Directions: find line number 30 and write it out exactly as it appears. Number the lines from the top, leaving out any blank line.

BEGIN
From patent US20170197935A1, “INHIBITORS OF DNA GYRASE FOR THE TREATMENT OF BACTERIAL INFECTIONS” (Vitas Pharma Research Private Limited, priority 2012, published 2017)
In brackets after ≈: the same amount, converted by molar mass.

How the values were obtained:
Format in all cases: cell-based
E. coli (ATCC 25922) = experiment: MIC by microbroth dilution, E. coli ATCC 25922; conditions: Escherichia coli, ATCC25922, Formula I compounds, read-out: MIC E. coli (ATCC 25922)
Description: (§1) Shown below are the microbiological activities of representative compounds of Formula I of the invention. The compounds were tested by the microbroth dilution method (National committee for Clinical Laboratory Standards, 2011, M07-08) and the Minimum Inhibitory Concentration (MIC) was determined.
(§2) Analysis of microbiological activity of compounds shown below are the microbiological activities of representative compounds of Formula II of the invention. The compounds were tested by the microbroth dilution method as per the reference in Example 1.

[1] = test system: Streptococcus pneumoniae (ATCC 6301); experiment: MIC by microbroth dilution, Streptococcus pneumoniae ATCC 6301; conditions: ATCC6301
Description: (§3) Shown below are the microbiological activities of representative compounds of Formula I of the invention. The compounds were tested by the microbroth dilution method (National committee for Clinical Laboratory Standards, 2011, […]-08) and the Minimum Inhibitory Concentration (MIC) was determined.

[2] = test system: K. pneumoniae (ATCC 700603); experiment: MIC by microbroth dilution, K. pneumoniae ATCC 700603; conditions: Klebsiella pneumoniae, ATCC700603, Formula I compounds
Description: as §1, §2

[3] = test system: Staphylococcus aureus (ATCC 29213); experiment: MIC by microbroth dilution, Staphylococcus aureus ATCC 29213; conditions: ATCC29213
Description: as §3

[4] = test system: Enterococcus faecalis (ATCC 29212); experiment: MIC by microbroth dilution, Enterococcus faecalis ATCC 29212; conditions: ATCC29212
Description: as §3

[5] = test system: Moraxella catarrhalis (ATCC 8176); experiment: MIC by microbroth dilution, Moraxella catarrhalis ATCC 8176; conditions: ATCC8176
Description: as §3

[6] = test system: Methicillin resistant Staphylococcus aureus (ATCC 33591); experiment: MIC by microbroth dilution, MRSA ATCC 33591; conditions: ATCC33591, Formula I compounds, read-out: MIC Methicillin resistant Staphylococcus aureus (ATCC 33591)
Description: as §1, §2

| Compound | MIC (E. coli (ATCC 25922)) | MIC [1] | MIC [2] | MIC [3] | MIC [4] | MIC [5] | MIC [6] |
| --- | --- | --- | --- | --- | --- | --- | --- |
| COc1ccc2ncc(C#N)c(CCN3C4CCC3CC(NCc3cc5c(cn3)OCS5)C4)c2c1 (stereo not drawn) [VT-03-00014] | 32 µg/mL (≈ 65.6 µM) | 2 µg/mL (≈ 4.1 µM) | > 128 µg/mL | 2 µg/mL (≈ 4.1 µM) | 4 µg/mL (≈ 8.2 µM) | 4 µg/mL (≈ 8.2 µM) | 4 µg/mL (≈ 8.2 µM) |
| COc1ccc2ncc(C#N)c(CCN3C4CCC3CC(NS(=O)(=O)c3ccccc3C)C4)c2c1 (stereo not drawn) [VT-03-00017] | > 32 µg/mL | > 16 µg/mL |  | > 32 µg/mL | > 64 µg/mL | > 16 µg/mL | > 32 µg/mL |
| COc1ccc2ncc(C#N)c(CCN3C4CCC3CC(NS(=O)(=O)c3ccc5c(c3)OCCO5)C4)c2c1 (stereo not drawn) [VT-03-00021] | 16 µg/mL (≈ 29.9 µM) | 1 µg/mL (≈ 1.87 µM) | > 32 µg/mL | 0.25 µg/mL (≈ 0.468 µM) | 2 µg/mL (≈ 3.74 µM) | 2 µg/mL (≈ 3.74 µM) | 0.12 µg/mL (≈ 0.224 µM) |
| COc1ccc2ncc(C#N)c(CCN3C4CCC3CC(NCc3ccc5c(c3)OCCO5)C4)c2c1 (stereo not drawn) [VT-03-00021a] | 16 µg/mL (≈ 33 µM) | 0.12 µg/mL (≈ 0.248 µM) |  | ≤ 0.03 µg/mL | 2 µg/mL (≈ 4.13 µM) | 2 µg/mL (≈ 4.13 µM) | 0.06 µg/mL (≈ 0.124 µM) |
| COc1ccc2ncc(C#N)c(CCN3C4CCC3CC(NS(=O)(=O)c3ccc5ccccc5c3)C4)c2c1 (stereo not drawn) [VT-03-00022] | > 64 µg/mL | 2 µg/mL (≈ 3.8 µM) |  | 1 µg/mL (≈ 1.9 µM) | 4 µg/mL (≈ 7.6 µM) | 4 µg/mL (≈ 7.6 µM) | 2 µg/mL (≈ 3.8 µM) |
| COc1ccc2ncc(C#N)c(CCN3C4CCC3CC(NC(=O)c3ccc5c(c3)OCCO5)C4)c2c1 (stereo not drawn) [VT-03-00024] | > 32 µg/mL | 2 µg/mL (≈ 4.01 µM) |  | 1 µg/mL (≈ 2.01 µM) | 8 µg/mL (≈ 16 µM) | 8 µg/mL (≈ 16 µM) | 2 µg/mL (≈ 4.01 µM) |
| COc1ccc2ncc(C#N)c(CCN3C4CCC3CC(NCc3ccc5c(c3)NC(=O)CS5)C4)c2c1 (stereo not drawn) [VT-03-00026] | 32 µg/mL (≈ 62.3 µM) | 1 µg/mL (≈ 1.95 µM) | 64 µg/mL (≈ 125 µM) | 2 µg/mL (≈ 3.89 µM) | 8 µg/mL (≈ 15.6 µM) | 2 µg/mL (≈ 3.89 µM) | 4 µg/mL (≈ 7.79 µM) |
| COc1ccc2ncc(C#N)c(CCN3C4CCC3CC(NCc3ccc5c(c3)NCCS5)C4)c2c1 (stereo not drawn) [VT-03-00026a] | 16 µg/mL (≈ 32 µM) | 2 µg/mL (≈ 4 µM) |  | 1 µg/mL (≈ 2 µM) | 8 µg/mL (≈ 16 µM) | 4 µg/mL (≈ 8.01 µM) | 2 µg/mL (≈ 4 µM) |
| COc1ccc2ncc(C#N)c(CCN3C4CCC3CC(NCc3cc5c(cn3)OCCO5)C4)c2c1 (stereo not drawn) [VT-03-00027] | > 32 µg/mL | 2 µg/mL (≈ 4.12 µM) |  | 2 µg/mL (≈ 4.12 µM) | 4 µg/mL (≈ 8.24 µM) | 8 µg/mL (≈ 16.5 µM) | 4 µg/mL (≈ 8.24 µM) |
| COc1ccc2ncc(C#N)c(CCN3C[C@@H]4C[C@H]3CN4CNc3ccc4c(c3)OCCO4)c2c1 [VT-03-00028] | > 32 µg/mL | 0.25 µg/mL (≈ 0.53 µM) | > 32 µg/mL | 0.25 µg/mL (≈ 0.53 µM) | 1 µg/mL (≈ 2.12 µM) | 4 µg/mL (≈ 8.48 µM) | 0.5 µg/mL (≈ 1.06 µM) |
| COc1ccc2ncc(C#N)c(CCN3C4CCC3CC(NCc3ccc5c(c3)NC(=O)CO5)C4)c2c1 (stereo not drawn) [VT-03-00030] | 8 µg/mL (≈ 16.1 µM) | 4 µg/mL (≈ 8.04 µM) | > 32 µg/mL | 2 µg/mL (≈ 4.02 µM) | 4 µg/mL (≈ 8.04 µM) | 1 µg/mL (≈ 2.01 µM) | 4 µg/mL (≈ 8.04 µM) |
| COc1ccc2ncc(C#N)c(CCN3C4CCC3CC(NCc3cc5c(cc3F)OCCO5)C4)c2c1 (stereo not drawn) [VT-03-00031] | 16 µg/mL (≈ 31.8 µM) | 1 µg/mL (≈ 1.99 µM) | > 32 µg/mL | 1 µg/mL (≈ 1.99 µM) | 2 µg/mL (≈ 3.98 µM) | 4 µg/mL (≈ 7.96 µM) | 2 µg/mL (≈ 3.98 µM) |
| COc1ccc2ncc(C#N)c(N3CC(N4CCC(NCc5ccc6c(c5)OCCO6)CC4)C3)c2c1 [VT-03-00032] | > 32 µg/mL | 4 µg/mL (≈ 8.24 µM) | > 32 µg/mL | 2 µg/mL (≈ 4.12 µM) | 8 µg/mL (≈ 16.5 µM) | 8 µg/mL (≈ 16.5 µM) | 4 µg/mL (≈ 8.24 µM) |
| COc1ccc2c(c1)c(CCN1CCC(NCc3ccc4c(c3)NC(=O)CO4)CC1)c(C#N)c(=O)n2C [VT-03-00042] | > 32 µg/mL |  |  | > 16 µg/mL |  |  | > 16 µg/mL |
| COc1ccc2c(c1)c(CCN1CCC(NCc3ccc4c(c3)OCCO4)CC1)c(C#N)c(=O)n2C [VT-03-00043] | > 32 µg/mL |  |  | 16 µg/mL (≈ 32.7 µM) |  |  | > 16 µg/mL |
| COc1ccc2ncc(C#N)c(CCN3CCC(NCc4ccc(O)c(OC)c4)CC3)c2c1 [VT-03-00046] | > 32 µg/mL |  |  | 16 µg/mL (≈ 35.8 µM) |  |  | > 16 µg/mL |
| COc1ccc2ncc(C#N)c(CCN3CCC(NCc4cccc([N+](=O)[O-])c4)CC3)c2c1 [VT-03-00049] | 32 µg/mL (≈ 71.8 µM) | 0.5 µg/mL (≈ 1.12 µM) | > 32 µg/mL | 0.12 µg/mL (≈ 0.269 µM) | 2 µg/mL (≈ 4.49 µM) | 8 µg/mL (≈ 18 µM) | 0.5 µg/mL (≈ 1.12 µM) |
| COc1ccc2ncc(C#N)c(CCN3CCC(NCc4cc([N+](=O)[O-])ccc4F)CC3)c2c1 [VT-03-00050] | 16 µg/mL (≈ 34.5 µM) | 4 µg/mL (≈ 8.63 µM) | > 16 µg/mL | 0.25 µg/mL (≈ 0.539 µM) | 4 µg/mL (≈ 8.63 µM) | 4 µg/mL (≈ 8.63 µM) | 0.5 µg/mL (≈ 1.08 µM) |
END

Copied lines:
| COc1ccc2ncc(C#N)c(CCN3C4CCC3CC(NCc3cc5c(cn3)OCCO5)C4)c2c1 (stereo not drawn) [VT-03-00027] | > 32 µg/mL | 2 µg/mL (≈ 4.12 µM) |  | 2 µg/mL (≈ 4.12 µM) | 4 µg/mL (≈ 8.24 µM) | 8 µg/mL (≈ 16.5 µM) | 4 µg/mL (≈ 8.24 µM) |